The ultimate battlefield is the human heart
The US government is engaged in a South American war and losing badly. After years of standard and non-standard strategies and tactics failing, the government entertains an often-made suggestion: create supersoldiers. The suggestion is about to be dismissed when (then) Captain James Donaldson adds an outrageous modification: use horribly abused and already traumatized children as the source material. These individuals, Donaldson argues, are already hardened against anything they’ll experience on the battlefield and anything we’ll ask them to do.
Continue reading “The Augmented Man -Synopsis”
What do you do when the ultimate weapon falls in love?
What follows is the first chapter of The Augmented Man. Enjoy (and let me know what you think).
1 April 2053
Trailer closed his eyes and sat at the end of the bar where the cigarette-burned, cheap black Formica countertop met the wall. He eased himself onto the last stool, tucking into the corner in the dim light, a spider hiding out of sight at the edge of its web. His fingers hovered over the cigarette burns closest to him as if divining their cause, sensing them like small, unhealed wounds, seeing the people involved, learning if each burn was an accident or intentional.
The door opened and he smelled the cool April evening on his skin. It was followed by the alcoholic breath and sweat of two men and a woman they supported between them.
Trailer brought his attention back into the bar, collating the activity immediately around him. The barkeeper, a heavy smelling man gnawing a toothpick, his face somewhere between needing a shave and growing a beard, walked over to Trailer. “Yeah?”
Continue reading “The Augmented Man – Surface”
The terrible thing about sunlight is it shows the dirt. – Brigid Berlin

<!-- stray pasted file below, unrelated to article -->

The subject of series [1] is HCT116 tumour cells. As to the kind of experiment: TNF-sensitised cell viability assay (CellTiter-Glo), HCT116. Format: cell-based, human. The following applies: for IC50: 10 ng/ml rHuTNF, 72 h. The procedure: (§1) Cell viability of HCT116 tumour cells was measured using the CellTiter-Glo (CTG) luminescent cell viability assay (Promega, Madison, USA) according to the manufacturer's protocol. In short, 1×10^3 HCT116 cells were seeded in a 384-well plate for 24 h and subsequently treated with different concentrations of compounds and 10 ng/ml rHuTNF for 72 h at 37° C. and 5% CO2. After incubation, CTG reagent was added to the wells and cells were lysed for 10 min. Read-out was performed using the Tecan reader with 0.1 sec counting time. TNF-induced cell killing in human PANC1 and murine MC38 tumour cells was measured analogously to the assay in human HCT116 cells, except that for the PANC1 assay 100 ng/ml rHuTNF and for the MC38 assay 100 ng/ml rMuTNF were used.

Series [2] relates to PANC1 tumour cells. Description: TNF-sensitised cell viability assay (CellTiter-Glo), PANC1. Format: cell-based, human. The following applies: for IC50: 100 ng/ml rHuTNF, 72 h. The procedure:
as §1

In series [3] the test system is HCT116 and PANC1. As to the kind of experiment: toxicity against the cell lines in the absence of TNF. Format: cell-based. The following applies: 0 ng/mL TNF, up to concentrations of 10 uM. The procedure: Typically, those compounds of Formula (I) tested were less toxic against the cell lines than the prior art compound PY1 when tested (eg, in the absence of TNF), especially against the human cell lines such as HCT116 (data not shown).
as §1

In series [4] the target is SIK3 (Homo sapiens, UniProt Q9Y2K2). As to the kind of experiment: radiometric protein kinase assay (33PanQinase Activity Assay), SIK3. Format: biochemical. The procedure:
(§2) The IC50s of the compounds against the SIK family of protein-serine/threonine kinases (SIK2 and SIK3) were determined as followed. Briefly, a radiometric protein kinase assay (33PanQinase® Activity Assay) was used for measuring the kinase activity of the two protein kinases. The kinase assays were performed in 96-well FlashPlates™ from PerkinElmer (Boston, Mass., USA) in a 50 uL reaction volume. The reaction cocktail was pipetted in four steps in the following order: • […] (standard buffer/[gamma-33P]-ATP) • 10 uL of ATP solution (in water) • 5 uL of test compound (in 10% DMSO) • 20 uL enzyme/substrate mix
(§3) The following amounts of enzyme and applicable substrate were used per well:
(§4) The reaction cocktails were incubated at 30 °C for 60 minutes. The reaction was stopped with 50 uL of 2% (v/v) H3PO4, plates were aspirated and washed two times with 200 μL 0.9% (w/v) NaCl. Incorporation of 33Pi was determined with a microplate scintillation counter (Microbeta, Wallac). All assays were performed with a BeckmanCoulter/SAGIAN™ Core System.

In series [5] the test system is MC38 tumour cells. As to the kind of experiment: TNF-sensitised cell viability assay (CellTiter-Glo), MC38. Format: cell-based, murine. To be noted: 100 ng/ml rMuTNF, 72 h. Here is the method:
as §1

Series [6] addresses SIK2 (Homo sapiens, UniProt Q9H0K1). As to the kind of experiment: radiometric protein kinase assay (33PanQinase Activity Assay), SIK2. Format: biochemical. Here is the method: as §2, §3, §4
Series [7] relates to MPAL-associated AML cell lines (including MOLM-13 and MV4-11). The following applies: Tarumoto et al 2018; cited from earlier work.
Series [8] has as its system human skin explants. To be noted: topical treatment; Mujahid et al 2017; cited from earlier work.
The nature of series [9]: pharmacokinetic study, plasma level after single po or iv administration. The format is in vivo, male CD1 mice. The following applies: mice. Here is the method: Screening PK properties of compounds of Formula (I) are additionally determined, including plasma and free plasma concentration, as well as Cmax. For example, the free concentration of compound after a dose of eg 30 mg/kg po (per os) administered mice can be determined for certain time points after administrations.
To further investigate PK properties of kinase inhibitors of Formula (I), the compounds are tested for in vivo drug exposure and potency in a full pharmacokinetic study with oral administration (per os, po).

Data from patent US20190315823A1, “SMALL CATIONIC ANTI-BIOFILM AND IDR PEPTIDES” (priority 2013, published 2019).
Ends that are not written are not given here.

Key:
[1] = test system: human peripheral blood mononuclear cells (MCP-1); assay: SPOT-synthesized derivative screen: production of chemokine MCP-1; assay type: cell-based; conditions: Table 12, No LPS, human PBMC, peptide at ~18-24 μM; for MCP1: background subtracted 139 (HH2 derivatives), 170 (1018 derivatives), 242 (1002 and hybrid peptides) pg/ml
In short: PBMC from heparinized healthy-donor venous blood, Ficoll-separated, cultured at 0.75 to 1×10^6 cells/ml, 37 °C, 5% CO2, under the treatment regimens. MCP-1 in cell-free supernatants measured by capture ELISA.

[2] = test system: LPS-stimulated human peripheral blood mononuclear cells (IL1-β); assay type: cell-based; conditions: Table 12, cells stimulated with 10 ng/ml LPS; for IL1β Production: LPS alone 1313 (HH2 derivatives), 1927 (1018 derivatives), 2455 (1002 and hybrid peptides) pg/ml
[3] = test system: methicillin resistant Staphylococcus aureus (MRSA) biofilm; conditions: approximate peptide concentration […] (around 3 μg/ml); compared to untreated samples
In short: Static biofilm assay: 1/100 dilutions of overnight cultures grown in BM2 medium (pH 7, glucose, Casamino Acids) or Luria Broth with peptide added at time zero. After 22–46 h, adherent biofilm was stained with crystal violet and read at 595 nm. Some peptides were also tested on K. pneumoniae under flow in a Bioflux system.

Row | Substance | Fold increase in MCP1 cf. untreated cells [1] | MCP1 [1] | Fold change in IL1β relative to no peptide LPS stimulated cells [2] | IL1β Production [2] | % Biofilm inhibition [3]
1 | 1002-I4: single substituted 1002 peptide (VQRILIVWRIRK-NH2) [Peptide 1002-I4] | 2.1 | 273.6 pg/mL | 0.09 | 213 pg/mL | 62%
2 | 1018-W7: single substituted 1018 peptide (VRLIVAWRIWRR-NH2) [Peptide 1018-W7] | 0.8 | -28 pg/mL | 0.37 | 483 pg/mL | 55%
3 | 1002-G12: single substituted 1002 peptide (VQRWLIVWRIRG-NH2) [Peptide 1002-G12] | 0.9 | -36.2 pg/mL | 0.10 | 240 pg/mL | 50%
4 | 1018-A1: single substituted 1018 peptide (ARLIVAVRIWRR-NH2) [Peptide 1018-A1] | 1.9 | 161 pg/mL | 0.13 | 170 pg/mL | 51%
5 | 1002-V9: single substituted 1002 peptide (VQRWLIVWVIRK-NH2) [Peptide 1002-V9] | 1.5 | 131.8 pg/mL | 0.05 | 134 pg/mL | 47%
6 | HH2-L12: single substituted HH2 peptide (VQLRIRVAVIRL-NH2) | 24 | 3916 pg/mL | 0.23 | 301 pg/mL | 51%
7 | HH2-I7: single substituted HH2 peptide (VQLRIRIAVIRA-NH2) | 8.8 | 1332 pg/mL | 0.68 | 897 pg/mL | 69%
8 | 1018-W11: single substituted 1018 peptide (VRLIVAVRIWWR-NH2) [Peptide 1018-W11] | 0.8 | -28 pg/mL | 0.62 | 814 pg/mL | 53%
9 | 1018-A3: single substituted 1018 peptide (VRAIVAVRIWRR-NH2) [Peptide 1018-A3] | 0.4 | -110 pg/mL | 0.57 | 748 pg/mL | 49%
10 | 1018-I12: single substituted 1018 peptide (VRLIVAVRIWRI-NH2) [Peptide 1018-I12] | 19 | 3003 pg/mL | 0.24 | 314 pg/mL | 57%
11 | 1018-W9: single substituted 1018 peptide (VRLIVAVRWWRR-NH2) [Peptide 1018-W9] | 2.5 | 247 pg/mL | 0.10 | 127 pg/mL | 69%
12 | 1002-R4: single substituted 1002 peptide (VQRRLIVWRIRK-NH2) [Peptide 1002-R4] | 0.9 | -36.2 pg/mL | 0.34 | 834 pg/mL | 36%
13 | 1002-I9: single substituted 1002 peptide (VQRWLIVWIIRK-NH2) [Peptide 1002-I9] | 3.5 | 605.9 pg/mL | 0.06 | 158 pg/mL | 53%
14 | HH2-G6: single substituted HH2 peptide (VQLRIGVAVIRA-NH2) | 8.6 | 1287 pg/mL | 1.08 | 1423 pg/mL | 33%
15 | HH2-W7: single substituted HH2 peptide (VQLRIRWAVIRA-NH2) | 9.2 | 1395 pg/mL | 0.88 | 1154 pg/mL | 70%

Across the Margin
has published my first work of fiction in…a long time. The story deals with relationships and betrayal.
A short story where a heartache that shirked in the shadows comes to light…
Please feel free to congratulate me.
Below is a teaser. Please head over to Across the Margin to read the whole piece (it’s a quick read. About 1,200 words).
“SolarMax Ten to Houston, come in please.”
“This is Houston. Go ahead, SolarMax.”
“Ted, you feeling okay today? You sound awfully froggy.”
“Guess again, Rachel.”
“Benny? Is that you?”
“It is indeed. Hi Rachel, long time no hear.”
“What are you doing riding bridesmaid, Benny? I heard that you’d gone civ.”
“I have, I have. Mission Control said the last few days had been rough on you and thought you’d like to hear a familiar voice on your last morning up.”
Hope you like it. Let me know.
Blog members can read the original version here.
I’ve shared Gable Smiled with a few folks, on Facebook and in a few workshops. Here’s an excerpt to go along with my interview. Enjoy, and do let me know what you think.
Note: an updated version is available to sponsors.
Valen patted Gable’s muscular neck as they trotted into Lensterville. They’d been ten days out, mostly soldiering Sipio’s vast northern plain and this time of year that meant heat with a capital “H”. Valen could feel his own sweat trickling through the hairs on his chest and back and every time his Ranger issue travel cords relaxed around him, his scent rose like steam washing his face.
Not so Gable’s smell, though. Gable was a Callisto class ModEquid, part horse part…something. Valen was never sure what and Gable liked to keep him guessing. Mostly horse on the outside, Gable’s sweat was the sweet musk of heavy horse, working horse, a gentle giant unless riled and it took a lot to rile him. There was a tang of trail dirt and rich plains tallgrasses and lathering brow and flanks that Valen thought wonderful, comforting, reassuring, and it made him proud that Gable had taken so to him.
“Let me know when,” he said to the horse.
Gable smiled back, Any time you’re ready.
Continue reading “Gable Smiled”
You see a lot, doctor. But can you point that high-powered perception at yourself? What about it? Why don’t you – why don’t you look at yourself and write down what you see? Or maybe you’re afraid to…
– Clarice Starling in The Silence of the Lambs
If you’ve read Writers’ Groups – Introduction, Writers’ Groups – Critiques and Butchers, Bakers and Candlestick Makers then you know I’m on a quest.
To find a critique group that does critiques as I do them.
Continue reading “So I gave myself an exercise (eating my own dogfood)…”